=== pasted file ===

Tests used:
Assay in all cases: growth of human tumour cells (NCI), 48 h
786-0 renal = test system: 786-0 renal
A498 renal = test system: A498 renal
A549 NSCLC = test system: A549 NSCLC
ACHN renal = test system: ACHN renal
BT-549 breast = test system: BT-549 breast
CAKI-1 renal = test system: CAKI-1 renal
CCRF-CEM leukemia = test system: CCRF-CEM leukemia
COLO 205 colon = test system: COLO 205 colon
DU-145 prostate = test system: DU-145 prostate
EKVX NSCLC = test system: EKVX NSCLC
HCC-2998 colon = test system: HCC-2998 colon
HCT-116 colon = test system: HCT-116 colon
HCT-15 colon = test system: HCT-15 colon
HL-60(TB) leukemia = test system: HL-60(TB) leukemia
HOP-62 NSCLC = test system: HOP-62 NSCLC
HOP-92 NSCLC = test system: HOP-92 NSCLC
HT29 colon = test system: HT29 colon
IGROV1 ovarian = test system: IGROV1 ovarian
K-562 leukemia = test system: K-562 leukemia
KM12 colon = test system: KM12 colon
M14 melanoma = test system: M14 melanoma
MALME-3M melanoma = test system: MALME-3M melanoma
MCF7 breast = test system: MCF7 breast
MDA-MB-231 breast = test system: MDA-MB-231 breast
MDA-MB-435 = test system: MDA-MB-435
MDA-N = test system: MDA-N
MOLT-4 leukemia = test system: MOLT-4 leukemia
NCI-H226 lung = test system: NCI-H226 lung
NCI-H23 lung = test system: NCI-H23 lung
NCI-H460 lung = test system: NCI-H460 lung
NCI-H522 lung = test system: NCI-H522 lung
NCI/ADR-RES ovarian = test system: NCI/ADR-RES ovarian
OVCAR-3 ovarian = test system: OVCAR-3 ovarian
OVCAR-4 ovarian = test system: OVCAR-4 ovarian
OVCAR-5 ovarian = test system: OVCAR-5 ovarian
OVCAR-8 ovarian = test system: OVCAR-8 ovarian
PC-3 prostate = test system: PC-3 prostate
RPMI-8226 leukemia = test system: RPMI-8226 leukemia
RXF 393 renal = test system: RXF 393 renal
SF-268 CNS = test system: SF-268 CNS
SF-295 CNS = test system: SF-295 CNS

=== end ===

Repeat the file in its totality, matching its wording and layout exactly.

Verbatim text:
Tests used:
Assay in all cases: growth of human tumour cells (NCI), 48 h
786-0 renal = test system: 786-0 renal
A498 renal = test system: A498 renal
A549 NSCLC = test system: A549 NSCLC
ACHN renal = test system: ACHN renal
BT-549 breast = test system: BT-549 breast
CAKI-1 renal = test system: CAKI-1 renal
CCRF-CEM leukemia = test system: CCRF-CEM leukemia
COLO 205 colon = test system: COLO 205 colon
DU-145 prostate = test system: DU-145 prostate
EKVX NSCLC = test system: EKVX NSCLC
HCC-2998 colon = test system: HCC-2998 colon
HCT-116 colon = test system: HCT-116 colon
HCT-15 colon = test system: HCT-15 colon
HL-60(TB) leukemia = test system: HL-60(TB) leukemia
HOP-62 NSCLC = test system: HOP-62 NSCLC
HOP-92 NSCLC = test system: HOP-92 NSCLC
HT29 colon = test system: HT29 colon
IGROV1 ovarian = test system: IGROV1 ovarian
K-562 leukemia = test system: K-562 leukemia
KM12 colon = test system: KM12 colon
M14 melanoma = test system: M14 melanoma
MALME-3M melanoma = test system: MALME-3M melanoma
MCF7 breast = test system: MCF7 breast
MDA-MB-231 breast = test system: MDA-MB-231 breast
MDA-MB-435 = test system: MDA-MB-435
MDA-N = test system: MDA-N
MOLT-4 leukemia = test system: MOLT-4 leukemia
NCI-H226 lung = test system: NCI-H226 lung
NCI-H23 lung = test system: NCI-H23 lung
NCI-H460 lung = test system: NCI-H460 lung
NCI-H522 lung = test system: NCI-H522 lung
NCI/ADR-RES ovarian = test system: NCI/ADR-RES ovarian
OVCAR-3 ovarian = test system: OVCAR-3 ovarian
OVCAR-4 ovarian = test system: OVCAR-4 ovarian
OVCAR-5 ovarian = test system: OVCAR-5 ovarian
OVCAR-8 ovarian = test system: OVCAR-8 ovarian
PC-3 prostate = test system: PC-3 prostate
RPMI-8226 leukemia = test system: RPMI-8226 leukemia
RXF 393 renal = test system: RXF 393 renal
SF-268 CNS = test system: SF-268 CNS
SF-295 CNS = test system: SF-295 CNS